In my less profound moments when I am feeling most overwhelmed by parenting and family relationships I experience the shadow side which lurks and is sometimes expressed in feelings of great impatience, irritability, isolation, anxiety and anger. It is tempting to be harsh towards my shadow side with its fire, inflexibility and self-entitlement but its fragility is palpable and carries a desire for wholeness...a desire to remember that I am not in fact alone and do not need to carry the whole thing or meet all the external and internal expectations attached to my life. In my most horrendous moments of anxiety, stress and self-judgement I long most at these points to return to the Centre and yet it seems so far in the distance and, like the Prodigal Son, I sometimes do not know how to return or indeed how I got there. It is no wonder that the unceasing prayer of the desert was: Be pleased O God to deliver me. O Lord, make haste to help me! (Psalm 70:1). Perhaps it is the Holy One who longs most passionately for us in this inner desert when the shadows lengthen. For me it is my instinct for prayer, silence and loving relationship which becomes the salve and the gift. This gift hidden somewhere in the depth of the shadowy places represents a longing to be-loved so I can in turn love my family and the world from my heart rather than some fearful place. God help me to minimise the harm to others in the mean time! Family life, viewed from this lens, becomes a place for peace making.

And so like the passion narratives of the Gospels, I find that when I look at the whole thing it is passion which is lived out in my parenting. I commit to reject nothing in my experience of parenting, embracing anguish and the sublime, anxiety and fulfilment, ecstasy and isolation. I commit again to a journey of peaceful ways, seeking holiness in family life and affirming those moments in which the Sacred makes itself most known.

Tuesday, January 19, 2010

Too Much Christian In You

I was reminded today in talking with my partner of an amusing story from my student days when I lived in a community household with two close friends in Perth, Western Australia. One afternoon I was sitting on the front porch reading when a dirty, scraggy looking fellow with tobacco stained beard and red pock marked nose suddenly appeared at our front gate. "Want your gutters cleaned out, mate?", he said. I was somewhat startled but managed to respond, "Oh I don't know haven't looked at them recently". I walked over to him and we performed the most cursory inspection of the gutters from the ground before I found myself pitying him, taking in the smell of smokes and booze and general state of disrepair and agreeing to have our roof gutters cleaned for twenty bucks. Our new subcontractor got himself up onto the roof so adeptly that he'd definately done it before and started talking while he scooped some muck from our gutters. After a while I left him to it and went back in side. As I took all this in it occurred to me that I didn't necessarily want to condone someone's alcohol habit so I went back outside. "Heh, would you like me to get you $20 worth of groceries instead of cash?" "No thanks mate, the cash will do...there's too much Christian in you son" he offered, with a whimsical and friendly tone. After about an hour or so of gutter muck getting scooped out we mutually agreed to end the piece of work and I drove him to the local bottle shop where he presumably continued his relationship with the bottle. He told me he was likely to try to find a bed on the concrete grandstand of a suburban sporting ground.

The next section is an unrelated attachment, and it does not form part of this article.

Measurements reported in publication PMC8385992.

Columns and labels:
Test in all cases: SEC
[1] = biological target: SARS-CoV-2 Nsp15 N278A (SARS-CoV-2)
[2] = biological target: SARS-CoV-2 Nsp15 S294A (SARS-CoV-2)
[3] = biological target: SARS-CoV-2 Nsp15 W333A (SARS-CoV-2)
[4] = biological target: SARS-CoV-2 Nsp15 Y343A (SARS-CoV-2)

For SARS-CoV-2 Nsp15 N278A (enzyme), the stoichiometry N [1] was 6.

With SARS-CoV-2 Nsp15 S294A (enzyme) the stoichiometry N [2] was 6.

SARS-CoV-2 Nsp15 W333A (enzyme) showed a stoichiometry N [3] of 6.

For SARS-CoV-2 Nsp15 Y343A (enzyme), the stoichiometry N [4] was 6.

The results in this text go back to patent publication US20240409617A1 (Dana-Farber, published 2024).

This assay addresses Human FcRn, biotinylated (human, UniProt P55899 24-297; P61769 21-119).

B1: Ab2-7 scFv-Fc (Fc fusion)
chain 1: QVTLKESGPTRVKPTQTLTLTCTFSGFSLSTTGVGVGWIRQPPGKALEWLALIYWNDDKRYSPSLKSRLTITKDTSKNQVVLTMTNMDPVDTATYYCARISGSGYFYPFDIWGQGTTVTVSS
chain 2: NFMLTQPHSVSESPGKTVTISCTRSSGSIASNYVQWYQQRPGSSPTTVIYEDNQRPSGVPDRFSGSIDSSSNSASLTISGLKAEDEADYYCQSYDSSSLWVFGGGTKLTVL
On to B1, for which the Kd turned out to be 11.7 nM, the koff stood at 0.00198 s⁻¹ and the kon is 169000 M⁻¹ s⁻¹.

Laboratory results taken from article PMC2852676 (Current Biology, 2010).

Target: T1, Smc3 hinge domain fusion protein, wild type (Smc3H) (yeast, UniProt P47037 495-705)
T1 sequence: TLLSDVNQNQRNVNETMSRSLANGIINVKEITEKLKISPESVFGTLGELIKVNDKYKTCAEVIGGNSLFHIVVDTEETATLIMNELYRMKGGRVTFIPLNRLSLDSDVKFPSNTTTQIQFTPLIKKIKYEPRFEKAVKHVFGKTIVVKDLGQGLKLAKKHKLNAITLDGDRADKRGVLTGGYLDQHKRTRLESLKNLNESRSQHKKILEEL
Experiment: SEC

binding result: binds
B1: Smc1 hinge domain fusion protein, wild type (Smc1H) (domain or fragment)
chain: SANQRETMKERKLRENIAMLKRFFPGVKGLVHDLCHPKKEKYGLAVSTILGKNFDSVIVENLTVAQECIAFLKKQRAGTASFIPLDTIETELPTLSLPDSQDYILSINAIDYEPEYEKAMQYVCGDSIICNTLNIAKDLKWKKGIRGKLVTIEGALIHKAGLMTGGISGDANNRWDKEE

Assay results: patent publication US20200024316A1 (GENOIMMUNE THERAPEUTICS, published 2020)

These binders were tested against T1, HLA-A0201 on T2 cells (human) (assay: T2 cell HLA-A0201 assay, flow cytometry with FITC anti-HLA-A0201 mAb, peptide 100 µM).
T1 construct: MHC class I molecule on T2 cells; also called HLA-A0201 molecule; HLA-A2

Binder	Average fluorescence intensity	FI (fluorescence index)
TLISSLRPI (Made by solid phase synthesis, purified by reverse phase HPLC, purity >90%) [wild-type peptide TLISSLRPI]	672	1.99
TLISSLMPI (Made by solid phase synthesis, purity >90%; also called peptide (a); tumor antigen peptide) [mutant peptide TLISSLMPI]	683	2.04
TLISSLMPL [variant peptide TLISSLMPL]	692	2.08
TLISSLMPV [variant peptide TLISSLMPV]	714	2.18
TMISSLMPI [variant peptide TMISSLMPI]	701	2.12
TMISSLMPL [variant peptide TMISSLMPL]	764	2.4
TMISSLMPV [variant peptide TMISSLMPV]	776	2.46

I have thought of this interchange at various times since and it never fails to bring some amusement. I like the 'there's too much Christian' line. In a sense this homeless fella saw right through my attempt at spontaneous social work. There is the 'too much Christian' in most of us, the part that is all too willing to intervene and slip into self-righteous changing of other people with little genuine compassion and acceptance of frailty and idiosyncracy. The "too much Christian' part of our spiritual life can easily deny our own addictive behaviour in favour of manipulating others. Like the contrast in the Gospel of Luke between the Pharisee who thanks God that he is not like sinners and the tax collector who recognises his own failings. The tax collector is the one who goes away 'right' with God. Thank you for wise homeless men who wander from place to place offering to clean out gutters.